At first, I was frustrated with Winslet's Adele. I can see how she had to go along with his potentially dangerous convict, but how she could begin to fall for him perplexed and frustrated me. But the more we learn of Adele, the more we understand the desperate longing that needs to reawakened out of the mental and emotional prison she has built for herself.

On that note, one could conclude that both she and Frank have had their own incarceration. The snippets of Frank's backstory (actor Tom Lipinski plays Young Frank, uncannily resembling Brolin) give viewers a better understanding of who he is and what he was doing time for. It also provides evidence as to why he could be trusted by Adele and Henry as well.

It took seeing these painful backstories for me to connect to Adele and Frank and appreciate that they've strayed away from the stereotypical portrayals hinted at earlier in the film. It's a good narrative move, since Reitman, who is adapting a 2009 Joyce Maynard novel, could've easily veered toward the soapy Harlequin drama that the material feels like it would be.

There is some of that manipulation, but it's the good kind – the absorbing kind that feels well-earned, not to mention it's passionately made with Reitman providing meticulous detail to environments (thanks to cinematographer Eric Steelberg) and tension-building music (composed by frequent Reitman collaborator, Rolfe Kent).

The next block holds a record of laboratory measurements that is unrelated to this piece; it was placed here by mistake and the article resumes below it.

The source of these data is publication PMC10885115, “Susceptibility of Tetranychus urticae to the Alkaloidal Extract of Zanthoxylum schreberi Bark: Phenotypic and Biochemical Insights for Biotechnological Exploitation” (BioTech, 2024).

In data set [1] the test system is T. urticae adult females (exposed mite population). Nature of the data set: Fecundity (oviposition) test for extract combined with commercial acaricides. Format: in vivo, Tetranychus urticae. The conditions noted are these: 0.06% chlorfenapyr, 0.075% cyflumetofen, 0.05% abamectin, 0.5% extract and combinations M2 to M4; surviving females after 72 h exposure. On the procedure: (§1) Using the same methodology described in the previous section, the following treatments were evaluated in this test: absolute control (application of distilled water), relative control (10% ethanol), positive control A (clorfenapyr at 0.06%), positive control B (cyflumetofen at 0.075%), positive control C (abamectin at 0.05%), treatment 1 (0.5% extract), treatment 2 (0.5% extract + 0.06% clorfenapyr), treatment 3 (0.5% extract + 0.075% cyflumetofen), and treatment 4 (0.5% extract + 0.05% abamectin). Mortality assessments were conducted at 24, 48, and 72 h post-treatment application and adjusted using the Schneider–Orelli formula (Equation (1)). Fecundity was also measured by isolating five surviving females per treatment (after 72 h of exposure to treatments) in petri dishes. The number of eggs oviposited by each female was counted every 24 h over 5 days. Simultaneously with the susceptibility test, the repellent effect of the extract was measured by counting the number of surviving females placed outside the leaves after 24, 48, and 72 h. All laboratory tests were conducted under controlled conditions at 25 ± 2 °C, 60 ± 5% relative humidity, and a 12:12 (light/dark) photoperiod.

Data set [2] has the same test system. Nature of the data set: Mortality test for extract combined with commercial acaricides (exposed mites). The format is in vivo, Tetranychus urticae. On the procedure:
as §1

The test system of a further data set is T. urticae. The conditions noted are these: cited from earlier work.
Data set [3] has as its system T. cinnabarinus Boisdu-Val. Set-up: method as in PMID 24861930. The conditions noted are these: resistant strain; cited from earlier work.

So, while it does feel like Reitman is offering the Lifetime Channel crowd a reason to check this film out, it also feels like he's navigating into specific noir conventions (William Wyler's 1955 Desperate Hours comes to mind), but ultimately, it comes down to the director focusing on characterization that keeps Labor Day away from schmaltz.

Labor Day is best during the sweaty in-the-moment scenes that truly convey anxiety and nervousness. Two particular scenes come to mind, both reminding us why Winslet is such a fine actress. A scene where Adele is at the town bank with Henry withdrawing all her money, unexpectedly had me on the edge of my seat. Also, a nerve-racking scene with a friendly police officer (James Van Der Beek) who offers Henry a ride home and visits with Adele in the driveway, while a cautious Frank can be seen watching from within the house, could've heightened to a violent altercation.

Fortunately, Reitman is aiming for heightened tension on the screen, providing rapid heart rates for viewers instead of facial tissues for forced tear-jerking scenes (of which there are none). Reitman has established himself as one of my favorite American directors, with each film of his films focusing on flawed-yet-compelling characters.

Labor Day isn't his best film (I lean toward Up in the Air for that title), but I appreciate that he went for it and brought several subgenres – coming-of-age, fugitive-meets-a-fractured-family and strong/sensitive guy saves damaged woman – together to make a satisfying character study.

Some may find Labor Day to be just another Book of the Month Club selection making it to the big-screen. Some may find what transpires incredulous. I get that. That's what I thought going in and some of those thoughts were entertaind as I watched this film. But the fine performances from Winslet and Brolin won me over, with their evocation of grief and guilt, successfully navigating away from Nicholas Sparks clichés.


(This review also appears on David's own website, Keeping It Reel.)

David J. Fowlie